URI’s GAP: A decade of contracting for success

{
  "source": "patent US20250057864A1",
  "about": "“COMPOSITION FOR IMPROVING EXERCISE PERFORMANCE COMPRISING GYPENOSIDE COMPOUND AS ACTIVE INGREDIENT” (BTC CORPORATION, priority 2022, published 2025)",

PROVIDENCE, R. I.-December 1, 1998 –Anna Kozemhemako, Sophan Sek, and Ohmar Nieves have something in common with Heng Yan, Attila Hajnal, and Dimitry Magidin. They are among the latest group of 41 students from Central and Hope high schools in Providence to sign a University of Rhode Island Guaranteed Admissions Program (GAP) contract. The signing took place Nov. 12 at URI’s Providence Campus. This is one way the University of Rhode Island’s Urban Field Center tells city students that attending college is possible. The students come from low-income families and minority communities. Some are newly-arrived in the country. Most, if not all, are the first in their families to even consider college as an option. When the student signs the contract, he or she agrees to follow a rigorous curriculum, maintain a minimum of a C+ average, attend workshops, participate in tutoring and group study, maintain a high attendance rate, and become involved in high school activities such as clubs and student government. The parent or guardian also signs, agreeing to support the student’s efforts to succeed. The high school principal signs, agreeing to provide the necessary courses to fulfill the college-track requirements. URI’s Dean of Admissions and Financial Aid David Taggart signs the contract, guaranteeing the student a place in URI’s freshman class following high school graduation. “It’s a four-way commitment,” said Taggart, who developed GAP with Urban Field Center head Marcia Marker Feld a decade ago when they realized that city students were knocking on the admissions door without the required courses for entry. The program began at Central High School in 1988, with Hope High School and the Alternative Learning Project in 1992, and Shea and Tolman High Schools in Pawtucket in 1995. The program now has 461 alumni including teachers, engineers, health care professionals, and businessmen and women. “You are being given an unprecedented opportunity,” Taggart told the newest contract signers. “URI receives more applications than it can possibly accept and must turn away applicants.” The students and their parents looked a bit uneasy in the collegiate setting. Tricia Abdullah, a member of the first GAP class put them at ease by telling them she knew exactly how they felt. “I remember wondering, ‘What am I getting myself into?'” said the confident and smiling GAP grad. Abdullah is a long way from her business-track classes at Central. As a URI undergraduate, she studied in Spain and earned a degree in Spanish. She was a Rhode Runner in New Jersey for the URI Admissions Office in 1996-97. Now she’s back on the Kingston Campus earning a master’s degree in college personnel, working at the Admissions Office and interning in academic advising for University College. Abdullah credits Kay Dodge for much of her success. Dodge, deputy director of URI/Providence School Department Partnership and the URI/Pawtucket School Department Programs, has overseen the day-to-day GAP operation since its inception. Between the 9th and 10th grades, GAP students spend five weeks during the summer at URI concentrating on three subjects incorporated in innovative ways: English, physics, and geometry-valuable subjects for college success. GAP also offers on-site help at the schools, exposes the students to college by bringing them onto campus, and conducts academic monitoring and advising. The program also offers job shadowing, student shadowing, peer tutoring, and workshops on essay writing. Although most GAP graduates attend URI, a number have gone on to other schools. “Our focus is URI, but our vision is peripheral,” says Dodge. Dodge delights in each student’s success and can rapidly tell you the individual strengths of the current students and alumni of the program. Over the last decade, students have learned to trust Dodge and often freely bring her their hopes and fears. Dodge works closely with Laura Lavallee, GAP coordinator at Central High School, who shares her enthusiasm. The night of the latest signing, the two women stood in the background while current GAP students talked with bubbling enthusiasm about their summer projects. Dodge and Lavallee say the biggest challenge to helping inner-city students is breaking down an attitudinal barrier. “They think college is not for people like them.” This fall, a consortium of 1,200 colleges and universities across the country including URI, has launched a “College is Possible” Campaign to get the word out on costs, financial aid and sources of assistance, and to guide students on how to prepare for college. The GAP program could be its poster child. -xxx- For More Information: Jan Sawyer, 401-874-2116